An era of steady economic growth. The baby boomers come of age, giving us The Beatles, hippies, flower power and Woodstock - while Neil Armstrong walks on the moon.
Art became heavily influenced by popular culture and the consumer goods industry, the most visible expression of which is now Andy Warhol's Campbell's Soup and Roy Lichtenstein's comics-inspired imagery. Unlike British Pop Art, which celebrated and satirized consumer culture, American Pop Art was characterized by stark and emblematic forms of presentation. Early representatives of the US style were Robert Rauschenberg and Jasper Johns (see the 50s), who both showed a strong interest in working with other disciplines as well, collaborating with dancers Merce Cunningham and Robert Motherwell and composer John Cage. The major British Pop Art exponents were Richard Hamilton, David Hockney and Allen Jones.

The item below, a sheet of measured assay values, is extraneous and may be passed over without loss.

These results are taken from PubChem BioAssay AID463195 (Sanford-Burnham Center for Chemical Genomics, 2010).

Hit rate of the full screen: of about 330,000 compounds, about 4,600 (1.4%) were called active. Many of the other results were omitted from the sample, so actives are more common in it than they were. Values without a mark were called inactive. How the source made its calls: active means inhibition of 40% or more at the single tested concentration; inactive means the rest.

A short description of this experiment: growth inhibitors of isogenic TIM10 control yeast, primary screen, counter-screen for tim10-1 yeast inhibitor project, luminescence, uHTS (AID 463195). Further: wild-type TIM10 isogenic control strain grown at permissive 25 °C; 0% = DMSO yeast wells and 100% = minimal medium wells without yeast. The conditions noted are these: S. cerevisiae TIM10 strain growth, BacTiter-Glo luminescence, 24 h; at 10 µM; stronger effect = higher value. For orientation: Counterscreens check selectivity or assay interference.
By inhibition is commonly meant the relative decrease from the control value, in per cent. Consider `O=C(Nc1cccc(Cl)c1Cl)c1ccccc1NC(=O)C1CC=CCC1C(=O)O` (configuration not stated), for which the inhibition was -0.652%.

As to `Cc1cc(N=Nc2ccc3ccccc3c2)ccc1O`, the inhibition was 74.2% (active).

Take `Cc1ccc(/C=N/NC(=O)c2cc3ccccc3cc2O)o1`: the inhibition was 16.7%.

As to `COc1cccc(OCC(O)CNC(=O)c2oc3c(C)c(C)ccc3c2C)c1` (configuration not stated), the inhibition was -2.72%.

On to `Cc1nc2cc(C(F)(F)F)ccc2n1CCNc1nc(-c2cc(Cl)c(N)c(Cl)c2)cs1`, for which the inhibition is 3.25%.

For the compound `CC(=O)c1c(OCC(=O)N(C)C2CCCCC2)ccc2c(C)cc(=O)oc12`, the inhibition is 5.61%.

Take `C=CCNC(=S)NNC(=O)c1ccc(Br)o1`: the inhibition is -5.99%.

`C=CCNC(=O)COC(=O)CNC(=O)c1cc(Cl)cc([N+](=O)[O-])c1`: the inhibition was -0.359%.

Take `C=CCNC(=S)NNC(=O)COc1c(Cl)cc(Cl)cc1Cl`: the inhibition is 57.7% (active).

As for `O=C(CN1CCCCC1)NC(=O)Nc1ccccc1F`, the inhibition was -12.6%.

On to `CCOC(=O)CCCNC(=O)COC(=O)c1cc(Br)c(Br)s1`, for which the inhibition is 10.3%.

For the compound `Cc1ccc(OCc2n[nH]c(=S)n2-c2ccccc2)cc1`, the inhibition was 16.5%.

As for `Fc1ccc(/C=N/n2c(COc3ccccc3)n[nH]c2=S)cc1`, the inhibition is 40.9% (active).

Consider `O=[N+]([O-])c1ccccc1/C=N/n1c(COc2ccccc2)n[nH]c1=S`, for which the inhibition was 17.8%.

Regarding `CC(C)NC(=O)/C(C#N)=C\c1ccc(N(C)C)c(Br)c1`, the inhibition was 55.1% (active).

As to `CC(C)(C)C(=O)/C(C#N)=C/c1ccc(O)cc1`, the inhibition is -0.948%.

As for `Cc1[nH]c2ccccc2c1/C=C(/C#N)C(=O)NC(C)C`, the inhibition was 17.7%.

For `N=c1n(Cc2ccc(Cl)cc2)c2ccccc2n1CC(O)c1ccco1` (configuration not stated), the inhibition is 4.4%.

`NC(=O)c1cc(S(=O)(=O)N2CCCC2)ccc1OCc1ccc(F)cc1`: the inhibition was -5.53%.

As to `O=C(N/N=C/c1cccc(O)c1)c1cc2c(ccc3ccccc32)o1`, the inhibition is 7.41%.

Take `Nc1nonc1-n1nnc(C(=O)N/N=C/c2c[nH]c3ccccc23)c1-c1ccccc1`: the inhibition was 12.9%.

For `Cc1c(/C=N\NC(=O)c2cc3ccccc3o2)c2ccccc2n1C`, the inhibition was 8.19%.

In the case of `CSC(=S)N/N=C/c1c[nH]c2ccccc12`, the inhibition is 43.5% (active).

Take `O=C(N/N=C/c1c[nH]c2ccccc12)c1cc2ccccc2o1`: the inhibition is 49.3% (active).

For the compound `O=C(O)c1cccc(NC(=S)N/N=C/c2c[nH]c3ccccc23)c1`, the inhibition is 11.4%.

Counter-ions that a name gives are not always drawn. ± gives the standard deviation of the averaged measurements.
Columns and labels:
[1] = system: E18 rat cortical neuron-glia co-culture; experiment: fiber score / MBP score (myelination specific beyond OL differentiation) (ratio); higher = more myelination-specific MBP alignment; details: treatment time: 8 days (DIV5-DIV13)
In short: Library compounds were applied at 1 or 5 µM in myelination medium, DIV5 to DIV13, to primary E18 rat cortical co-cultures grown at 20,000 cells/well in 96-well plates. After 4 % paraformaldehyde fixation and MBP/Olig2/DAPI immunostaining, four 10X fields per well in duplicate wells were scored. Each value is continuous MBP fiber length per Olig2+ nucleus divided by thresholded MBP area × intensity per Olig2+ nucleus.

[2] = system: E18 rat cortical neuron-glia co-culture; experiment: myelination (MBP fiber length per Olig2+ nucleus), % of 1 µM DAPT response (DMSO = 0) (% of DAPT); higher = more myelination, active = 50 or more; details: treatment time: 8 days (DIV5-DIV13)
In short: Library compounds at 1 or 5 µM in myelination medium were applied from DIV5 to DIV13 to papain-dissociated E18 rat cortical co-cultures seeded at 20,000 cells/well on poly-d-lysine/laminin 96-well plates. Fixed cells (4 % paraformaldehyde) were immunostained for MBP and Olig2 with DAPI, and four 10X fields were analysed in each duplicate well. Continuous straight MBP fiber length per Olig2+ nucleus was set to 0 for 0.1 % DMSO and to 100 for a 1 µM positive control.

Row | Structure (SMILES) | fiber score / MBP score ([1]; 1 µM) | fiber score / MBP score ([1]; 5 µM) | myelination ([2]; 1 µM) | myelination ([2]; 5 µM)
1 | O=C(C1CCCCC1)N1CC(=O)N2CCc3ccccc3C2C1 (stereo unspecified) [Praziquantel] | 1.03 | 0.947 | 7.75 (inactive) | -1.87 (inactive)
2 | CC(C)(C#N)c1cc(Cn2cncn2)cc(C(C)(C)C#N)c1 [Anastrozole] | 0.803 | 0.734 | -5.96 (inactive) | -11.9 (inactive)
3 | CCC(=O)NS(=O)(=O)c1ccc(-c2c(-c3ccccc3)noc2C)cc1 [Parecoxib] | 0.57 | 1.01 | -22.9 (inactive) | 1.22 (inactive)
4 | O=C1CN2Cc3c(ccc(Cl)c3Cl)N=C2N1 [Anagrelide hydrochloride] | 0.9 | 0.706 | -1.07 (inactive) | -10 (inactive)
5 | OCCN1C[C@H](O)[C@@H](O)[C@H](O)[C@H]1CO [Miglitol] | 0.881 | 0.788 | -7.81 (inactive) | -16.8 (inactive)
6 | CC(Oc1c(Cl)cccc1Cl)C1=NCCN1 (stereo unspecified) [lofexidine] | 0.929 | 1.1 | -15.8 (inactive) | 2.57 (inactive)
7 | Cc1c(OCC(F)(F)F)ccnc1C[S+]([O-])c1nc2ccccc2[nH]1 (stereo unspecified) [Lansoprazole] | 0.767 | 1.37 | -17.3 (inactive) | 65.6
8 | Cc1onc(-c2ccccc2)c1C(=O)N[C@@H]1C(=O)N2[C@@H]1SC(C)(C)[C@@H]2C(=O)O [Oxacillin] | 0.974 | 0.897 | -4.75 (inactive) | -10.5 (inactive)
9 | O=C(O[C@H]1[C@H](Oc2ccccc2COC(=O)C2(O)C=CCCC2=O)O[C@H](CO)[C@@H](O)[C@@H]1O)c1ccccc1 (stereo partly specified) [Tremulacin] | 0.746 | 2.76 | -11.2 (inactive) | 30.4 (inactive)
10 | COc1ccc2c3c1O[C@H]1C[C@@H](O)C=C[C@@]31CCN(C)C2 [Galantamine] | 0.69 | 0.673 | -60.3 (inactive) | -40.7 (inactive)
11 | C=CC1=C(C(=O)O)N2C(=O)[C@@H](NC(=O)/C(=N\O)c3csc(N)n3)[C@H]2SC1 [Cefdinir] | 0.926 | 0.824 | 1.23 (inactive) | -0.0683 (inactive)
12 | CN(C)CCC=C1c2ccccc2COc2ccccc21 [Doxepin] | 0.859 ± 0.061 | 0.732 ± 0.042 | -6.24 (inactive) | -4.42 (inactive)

Minimal Art, which rose in reaction to Pop Art, was characterized by impersonal austerity, plain geometry, industrially processed materials and the use of modern technology such as fluorescent electric lights. Key exponents of the movement were Donald Judd, Carl André, Dan Flavin, Sol Le Witt and Agnes Martin.
Joseph Beuys provoked the art world of the time, saying "each person is an artist". He widened and expanded his belief into the conceptual idea of a "social sculpture" - or art drawing on the creative power of each individual.